my mind it is really the key component to keeping gross receipts tax in the City of Rio Rancho. And of course, you mentioned property taxes, as people get better paying jobs, have jobs that are in the city and they will want to live in the city which increases the property tax revenue for the city. So the reason I am doing this, I am the Chairman this year, is because, I truly believe economic development is the key to the city’s finances.
Mayor: We will be come back that because I want to ask Debbi then, I am assuming then that the businesses you work with in conjunction with the economic development, though they are separate, I am assuming most of your businesses then are members of the Chamber bring most of the gross receipt taxes. Is that correct or is it wrong?
Debbi: That is correct, basically, economic development provides the shoppers and the people who live and work in Rio Rancho then we encourage them through our shop Rio program and other programs we have to keep those gross receipts locally. I think part of citizenry and the mis-communication is that people don’t understand. They know gross
receipts taxes are really vital to our community but they don’t know exactly how they are used and the role basic economic jobs and industrial businesses provides that. Again, it’s the rollover effect. You know, the more jobs the economic development provides the more shoppers they are providing which then keeps going. The shopping circle begins and that helps us have better roads, infrastructure and things of that
nature. The thing goes back to economic development if you follow the circle around it gives them opportunity and has a better quality of life for them to recruit another industrial. So to me, it is a huge wonderful business development economically to filament quality life circle and if you don’t have all those pieces in play, it’s not going to work for continued growth of the community.
Mayor: Let me, either one of you can answer this question or both of you. A lot of times we talk about the gross receipts taxes and do we really know what the impact is on our community? We talk about leakages. Do we know how much leakages maybe goes down the bottom of the hill to other areas and I understand people are always going to do that. But I think that the important question here, is why is it important that we try to get as many of our people shopping or open up as many economic jobs or gross receipts job here. I guess we recently had some shopping center, Wal-Mart, move to another part of town because we were unable to locate them within our respective community and it didn’t have to be in that area that they were looking at but what does that really mean to our community. Do we know how much money that meant in loss age for our city?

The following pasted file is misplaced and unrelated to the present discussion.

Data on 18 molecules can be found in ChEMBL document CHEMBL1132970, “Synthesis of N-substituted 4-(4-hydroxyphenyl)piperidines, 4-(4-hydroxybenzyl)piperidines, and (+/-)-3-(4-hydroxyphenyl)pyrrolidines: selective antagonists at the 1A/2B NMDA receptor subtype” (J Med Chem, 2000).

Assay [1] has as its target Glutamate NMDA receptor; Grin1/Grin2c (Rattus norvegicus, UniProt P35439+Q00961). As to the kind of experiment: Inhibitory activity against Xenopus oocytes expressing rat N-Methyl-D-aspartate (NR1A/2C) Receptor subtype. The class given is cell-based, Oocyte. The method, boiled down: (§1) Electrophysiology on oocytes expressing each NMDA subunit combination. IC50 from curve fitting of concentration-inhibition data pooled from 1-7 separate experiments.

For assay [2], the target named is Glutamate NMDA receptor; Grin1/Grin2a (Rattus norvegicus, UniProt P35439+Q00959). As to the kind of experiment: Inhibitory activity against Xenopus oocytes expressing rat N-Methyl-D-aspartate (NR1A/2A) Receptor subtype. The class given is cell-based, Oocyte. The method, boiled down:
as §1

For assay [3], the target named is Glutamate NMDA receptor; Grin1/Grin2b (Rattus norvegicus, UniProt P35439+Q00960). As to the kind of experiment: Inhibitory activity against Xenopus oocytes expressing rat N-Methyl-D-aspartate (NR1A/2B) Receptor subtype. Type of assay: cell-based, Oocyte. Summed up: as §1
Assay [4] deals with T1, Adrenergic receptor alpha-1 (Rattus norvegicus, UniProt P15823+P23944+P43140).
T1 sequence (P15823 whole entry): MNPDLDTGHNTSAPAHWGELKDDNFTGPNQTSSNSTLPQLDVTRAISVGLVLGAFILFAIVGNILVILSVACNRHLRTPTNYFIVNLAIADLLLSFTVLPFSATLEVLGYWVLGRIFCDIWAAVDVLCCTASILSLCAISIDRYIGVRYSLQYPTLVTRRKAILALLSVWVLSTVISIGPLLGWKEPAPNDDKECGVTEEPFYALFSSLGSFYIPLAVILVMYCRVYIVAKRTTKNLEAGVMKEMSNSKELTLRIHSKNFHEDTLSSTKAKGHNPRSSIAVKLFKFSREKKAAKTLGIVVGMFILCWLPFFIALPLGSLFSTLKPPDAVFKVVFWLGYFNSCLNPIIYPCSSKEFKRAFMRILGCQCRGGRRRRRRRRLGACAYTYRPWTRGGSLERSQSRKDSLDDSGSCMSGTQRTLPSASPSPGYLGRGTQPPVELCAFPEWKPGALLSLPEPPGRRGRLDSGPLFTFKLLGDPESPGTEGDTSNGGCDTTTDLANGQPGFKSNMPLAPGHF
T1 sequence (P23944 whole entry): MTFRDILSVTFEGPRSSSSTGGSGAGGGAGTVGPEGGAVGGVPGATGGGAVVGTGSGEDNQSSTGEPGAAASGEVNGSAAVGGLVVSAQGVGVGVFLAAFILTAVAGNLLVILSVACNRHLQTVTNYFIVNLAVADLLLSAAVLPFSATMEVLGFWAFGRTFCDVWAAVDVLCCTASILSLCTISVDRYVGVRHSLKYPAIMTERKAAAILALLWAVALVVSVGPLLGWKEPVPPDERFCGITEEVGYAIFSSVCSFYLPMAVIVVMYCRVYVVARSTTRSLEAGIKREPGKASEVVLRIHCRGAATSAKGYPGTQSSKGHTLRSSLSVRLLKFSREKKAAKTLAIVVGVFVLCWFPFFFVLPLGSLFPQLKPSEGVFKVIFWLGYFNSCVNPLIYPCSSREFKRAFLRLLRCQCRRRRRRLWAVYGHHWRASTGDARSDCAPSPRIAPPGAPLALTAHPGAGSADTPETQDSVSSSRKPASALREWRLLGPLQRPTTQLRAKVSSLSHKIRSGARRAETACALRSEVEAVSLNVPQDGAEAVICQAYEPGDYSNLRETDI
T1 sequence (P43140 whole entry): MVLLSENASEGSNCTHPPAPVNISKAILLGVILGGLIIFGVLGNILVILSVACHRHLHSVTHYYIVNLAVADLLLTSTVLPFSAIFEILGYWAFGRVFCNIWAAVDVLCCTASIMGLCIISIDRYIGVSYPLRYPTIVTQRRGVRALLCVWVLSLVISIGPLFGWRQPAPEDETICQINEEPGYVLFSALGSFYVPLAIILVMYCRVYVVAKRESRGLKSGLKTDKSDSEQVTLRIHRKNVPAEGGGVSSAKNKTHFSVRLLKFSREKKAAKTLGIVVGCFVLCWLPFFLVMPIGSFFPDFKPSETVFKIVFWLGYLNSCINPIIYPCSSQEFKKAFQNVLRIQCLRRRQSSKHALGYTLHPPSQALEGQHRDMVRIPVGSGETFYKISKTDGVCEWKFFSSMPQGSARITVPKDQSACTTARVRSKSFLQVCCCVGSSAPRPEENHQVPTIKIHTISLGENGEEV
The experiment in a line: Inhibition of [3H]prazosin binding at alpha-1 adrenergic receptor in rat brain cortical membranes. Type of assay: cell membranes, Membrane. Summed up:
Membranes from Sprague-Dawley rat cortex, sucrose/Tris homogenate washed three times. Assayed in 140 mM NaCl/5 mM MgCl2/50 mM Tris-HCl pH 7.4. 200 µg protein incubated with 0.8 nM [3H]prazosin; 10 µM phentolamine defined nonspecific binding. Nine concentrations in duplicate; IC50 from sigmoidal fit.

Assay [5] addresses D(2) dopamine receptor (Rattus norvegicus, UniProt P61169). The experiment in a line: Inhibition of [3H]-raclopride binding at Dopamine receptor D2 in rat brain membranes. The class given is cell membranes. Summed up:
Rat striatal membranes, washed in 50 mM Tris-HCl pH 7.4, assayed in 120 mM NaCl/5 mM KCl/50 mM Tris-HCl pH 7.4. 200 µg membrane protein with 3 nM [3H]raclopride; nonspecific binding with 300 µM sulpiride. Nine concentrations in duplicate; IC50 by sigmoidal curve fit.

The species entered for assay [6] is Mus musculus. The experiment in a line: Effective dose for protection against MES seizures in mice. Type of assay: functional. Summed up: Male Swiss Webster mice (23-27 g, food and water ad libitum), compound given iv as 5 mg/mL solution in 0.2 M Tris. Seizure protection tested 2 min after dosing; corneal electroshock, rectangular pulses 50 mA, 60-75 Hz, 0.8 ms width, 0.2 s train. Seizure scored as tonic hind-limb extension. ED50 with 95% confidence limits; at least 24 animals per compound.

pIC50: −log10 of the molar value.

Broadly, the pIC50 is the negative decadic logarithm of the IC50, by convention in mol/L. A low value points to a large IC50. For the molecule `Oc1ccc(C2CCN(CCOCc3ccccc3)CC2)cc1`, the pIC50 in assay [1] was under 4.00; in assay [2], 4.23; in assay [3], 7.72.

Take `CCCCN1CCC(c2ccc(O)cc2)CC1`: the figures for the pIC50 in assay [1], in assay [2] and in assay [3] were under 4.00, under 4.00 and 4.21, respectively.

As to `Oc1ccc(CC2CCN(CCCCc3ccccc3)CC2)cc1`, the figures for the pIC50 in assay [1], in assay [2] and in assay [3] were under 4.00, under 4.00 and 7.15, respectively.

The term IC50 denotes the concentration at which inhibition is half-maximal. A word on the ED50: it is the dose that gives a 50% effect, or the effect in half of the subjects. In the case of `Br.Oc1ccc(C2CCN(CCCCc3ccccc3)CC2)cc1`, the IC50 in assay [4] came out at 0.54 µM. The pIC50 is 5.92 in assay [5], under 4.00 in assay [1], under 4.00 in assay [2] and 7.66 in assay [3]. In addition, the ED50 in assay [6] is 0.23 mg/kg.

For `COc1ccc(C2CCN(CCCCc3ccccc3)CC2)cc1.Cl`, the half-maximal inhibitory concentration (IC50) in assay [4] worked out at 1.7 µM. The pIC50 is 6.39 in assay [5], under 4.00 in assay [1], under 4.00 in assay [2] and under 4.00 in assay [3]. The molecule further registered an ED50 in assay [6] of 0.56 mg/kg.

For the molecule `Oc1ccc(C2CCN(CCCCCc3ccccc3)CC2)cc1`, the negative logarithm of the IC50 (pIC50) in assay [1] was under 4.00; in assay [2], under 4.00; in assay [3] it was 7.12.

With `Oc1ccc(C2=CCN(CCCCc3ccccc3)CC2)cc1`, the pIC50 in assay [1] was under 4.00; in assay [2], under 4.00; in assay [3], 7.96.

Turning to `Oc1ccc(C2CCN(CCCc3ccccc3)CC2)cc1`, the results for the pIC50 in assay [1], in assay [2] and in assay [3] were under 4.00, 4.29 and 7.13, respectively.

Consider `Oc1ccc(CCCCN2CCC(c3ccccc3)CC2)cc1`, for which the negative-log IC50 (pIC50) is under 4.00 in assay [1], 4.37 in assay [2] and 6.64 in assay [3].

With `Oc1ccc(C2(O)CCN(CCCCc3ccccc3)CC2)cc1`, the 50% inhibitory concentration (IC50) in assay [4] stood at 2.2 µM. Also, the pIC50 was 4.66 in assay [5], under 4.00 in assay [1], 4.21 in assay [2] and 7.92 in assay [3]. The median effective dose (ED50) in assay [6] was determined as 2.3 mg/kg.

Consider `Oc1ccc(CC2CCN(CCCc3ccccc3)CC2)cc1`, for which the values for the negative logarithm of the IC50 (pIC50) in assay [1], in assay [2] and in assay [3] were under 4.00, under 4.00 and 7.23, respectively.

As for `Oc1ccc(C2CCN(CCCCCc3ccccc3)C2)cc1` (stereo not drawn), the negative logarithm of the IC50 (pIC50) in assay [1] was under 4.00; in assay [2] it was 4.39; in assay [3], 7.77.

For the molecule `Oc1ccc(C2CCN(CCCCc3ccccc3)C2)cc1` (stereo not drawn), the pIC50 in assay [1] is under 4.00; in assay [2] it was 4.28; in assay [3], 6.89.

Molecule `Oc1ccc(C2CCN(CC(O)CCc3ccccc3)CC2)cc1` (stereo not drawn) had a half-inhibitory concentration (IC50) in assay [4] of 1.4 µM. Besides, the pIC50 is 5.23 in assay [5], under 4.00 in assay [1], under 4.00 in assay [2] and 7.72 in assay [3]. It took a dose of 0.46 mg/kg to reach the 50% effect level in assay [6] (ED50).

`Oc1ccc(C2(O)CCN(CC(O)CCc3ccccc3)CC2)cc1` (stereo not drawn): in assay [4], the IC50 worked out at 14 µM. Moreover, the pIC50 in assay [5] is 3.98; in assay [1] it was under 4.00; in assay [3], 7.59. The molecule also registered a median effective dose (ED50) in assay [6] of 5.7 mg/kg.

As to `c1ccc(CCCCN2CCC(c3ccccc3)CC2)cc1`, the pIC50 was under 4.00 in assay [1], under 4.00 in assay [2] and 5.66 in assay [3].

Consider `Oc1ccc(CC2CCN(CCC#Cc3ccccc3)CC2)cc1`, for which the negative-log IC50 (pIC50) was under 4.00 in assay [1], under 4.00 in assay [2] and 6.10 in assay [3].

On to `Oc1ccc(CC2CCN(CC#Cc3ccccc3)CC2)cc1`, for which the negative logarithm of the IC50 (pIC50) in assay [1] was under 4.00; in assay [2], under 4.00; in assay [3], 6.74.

Debbi: Well, I’ll start with the answer. I think it is millions. Yyou
look over the years at the leakage part. But, it more than just shopping. When we started our Rio shop program, we have researched the millions of dollars that we have lost we didn’t concentrate on the leakage as
much as the education piece. Our citizenry, our citizens, our parents, our children, they need to understand and the need to educate them to be an educated shopper. To understand that why those dollars need to be spent locally. We are always going to have the drive by’s and
we will always have a percentage of the population that drives back and forth to different areas around our city to work. So you are always going to get those drive by’s but if you could change the philosophical
shopping difference and get the citizens of Rio Rancho to understand why it’s important for the gross receipts to stay and if not in Rio Rancho, the go to Sandoval County. You have a tenure there when you are talking regionally. But, we really felt like in our research, Mayor, that is was more critical that they understand why those gross receipts need to stay versus the shopping and it’s the philosophical shopping difference and we still have a leakage but I still think we are doing our best to, for example, you are going to see your tax dollars at work at different projects. I think the city is putting up those signs and that they understand a new park. Those are all influenced by the amount of gross receipts tax. It’s a huge part of our community.